Cascadia Research Encounters Killer Whales off Big Island

Our friends over at Cascadia Research just wrapped up a 15 day field project off the coast of the Big Island (Hawaii) where they encountered Killer Whales. Below is the post in its entirety. For more information on Cascadia Research, please visit their website.

We will be undertaking a 15-day field project off Hawai‘i Island starting October 18th, 2013. We have several primary goals for this project – perhaps the most ambitious is to try deploy LIMPET satellite tags on dwarf sperm whales – something we have never tried before. This species has a reputation for being difficult to approach, but over the years we’ve encountered this species on more than 75 occasions in Hawai‘i and have learned to predict their behavior to some degree.We’ve obtained funding from the Office of Naval Research Marine Mammals and Biology Program to try to obtain movement and diving behavior data from this poorly-known species using LIMPET satellite tags. We also have funding from the Pacific Islands Fisheries Science Center to continue our work with false killer whales and pantropical spotted dolphins, and are working with Russ Andrews of the Alaska SeaLife Center and University of Alaska Fairbanks on a project involving tagging of short-finned pilot whales. We also have funding from Dolphin Quest for a small number of LIMPET satellite tags that we hope to deploy on other species (beaked whales, sperm whales, pygmy killer whales, melon-headed whales, bottlenose dolphins, or rough-toothed dolphins), to help understand their movements and habitat use. As always we will also be using photo-identification and biopsy sampling of most species to learn more about the abundance and population structure of Hawaiian odontocetes.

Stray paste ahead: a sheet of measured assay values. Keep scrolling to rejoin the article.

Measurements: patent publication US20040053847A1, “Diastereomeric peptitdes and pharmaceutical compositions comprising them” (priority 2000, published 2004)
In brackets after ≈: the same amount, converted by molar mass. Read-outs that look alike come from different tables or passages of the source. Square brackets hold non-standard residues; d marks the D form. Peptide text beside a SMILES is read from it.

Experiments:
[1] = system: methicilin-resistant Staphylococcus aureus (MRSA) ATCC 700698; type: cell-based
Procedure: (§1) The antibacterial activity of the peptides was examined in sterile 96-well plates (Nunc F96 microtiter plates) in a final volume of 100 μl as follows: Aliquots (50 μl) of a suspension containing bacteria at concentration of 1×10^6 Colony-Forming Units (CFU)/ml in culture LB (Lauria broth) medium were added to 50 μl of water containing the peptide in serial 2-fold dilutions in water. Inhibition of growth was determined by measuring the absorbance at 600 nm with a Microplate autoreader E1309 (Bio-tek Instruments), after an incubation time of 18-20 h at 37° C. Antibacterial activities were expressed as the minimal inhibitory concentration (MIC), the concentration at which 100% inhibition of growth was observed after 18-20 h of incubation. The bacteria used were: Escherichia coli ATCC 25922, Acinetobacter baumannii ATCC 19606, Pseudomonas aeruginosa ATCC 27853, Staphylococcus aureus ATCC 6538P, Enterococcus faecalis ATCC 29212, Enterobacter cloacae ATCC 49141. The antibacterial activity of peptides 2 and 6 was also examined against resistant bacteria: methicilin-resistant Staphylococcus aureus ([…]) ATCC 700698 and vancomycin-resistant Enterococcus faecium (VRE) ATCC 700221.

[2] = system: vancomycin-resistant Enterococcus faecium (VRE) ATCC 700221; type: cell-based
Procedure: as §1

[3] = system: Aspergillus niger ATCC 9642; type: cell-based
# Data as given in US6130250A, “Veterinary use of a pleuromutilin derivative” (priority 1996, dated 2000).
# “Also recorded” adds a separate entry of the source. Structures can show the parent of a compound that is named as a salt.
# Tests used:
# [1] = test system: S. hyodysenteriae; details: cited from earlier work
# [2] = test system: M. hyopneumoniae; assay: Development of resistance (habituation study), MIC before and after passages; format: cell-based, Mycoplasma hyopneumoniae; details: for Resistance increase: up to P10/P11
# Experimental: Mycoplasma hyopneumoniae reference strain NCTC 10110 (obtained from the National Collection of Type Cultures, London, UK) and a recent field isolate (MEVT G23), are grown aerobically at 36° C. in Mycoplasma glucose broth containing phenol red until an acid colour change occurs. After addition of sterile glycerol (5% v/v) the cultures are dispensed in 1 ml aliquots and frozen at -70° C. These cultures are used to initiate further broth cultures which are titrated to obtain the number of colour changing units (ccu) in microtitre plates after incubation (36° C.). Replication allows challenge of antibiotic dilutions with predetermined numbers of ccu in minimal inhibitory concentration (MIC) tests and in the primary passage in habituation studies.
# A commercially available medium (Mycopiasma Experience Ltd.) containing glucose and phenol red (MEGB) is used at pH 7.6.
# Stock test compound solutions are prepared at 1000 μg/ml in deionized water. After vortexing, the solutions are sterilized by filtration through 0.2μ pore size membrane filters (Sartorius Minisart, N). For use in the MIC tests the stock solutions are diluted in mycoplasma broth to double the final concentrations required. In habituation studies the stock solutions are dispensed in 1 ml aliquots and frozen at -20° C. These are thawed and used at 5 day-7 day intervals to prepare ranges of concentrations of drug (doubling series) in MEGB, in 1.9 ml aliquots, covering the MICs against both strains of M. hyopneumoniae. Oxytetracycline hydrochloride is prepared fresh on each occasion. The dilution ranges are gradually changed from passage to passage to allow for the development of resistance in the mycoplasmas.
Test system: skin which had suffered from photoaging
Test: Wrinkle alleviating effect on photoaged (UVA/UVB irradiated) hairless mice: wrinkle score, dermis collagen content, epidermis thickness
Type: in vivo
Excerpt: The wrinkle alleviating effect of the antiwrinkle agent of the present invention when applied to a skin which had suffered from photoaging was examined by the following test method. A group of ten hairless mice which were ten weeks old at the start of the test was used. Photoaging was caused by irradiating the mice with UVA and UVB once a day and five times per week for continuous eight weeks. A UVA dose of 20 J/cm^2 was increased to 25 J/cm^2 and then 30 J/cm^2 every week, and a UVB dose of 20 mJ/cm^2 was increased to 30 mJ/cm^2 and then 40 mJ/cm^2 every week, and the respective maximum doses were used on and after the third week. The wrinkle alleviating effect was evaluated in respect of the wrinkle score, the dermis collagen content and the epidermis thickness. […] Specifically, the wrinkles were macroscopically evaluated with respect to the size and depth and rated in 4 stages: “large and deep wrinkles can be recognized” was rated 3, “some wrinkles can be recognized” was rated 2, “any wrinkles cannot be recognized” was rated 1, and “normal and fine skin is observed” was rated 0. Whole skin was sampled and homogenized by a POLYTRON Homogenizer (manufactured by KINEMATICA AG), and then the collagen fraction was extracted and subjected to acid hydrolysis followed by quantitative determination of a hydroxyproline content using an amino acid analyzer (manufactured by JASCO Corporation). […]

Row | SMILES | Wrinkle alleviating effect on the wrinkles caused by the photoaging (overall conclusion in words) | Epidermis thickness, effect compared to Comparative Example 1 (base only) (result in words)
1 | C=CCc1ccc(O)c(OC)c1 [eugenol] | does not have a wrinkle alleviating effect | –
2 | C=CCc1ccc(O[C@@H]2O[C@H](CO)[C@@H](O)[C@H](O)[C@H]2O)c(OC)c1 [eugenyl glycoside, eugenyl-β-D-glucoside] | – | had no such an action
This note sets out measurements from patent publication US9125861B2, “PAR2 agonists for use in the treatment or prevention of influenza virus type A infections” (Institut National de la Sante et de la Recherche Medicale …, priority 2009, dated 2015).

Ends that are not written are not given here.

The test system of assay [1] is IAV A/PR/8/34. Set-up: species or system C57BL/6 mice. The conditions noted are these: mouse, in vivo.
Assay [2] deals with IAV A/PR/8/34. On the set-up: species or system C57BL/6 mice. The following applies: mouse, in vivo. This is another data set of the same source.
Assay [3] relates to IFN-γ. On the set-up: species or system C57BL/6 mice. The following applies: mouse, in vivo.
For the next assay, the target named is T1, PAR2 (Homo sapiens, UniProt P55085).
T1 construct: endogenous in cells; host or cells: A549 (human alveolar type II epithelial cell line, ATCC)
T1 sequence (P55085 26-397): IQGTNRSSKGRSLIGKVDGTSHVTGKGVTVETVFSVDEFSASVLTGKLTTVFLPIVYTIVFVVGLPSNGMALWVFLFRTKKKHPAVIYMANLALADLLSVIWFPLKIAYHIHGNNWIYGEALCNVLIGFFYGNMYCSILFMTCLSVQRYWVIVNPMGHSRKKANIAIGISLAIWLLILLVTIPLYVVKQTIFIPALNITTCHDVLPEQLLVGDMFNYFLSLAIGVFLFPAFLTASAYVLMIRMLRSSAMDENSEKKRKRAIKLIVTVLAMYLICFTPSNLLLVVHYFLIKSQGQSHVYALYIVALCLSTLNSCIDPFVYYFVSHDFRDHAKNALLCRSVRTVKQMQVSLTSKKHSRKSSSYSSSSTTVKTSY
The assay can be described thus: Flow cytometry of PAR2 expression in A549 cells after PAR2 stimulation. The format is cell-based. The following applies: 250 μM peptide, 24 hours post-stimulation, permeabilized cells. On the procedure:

The research crew for this project will include Daniel Webster, Annie Douglas, Annie Gorgone, and Robin Baird, all from Cascadia, Amy Van Cise from Scripps Institution of Oceanography, Russ Andrews, and a number of volunteers.

If you want some background information on our work in Hawai‘i we published a paper on our first 13 years of surveys and a pdf is available here

November 1, 2013 update

Today was our last day on the water for this trip, and it ended on a high note. We encountered a group of four killer whales, only the third time we’ve seen this species in Hawaiian waters. We were able to get good identification photos of all four individuals, collected one biopsy sample for genetic studies, and deployed satellite tags on three of the four individuals. These are the first satellite tags we’ve deployed on killer whales in Hawaiian waters, and we think the first tags deployed on this species in the tropical Pacific, so are excited about learning where these whales spend their time.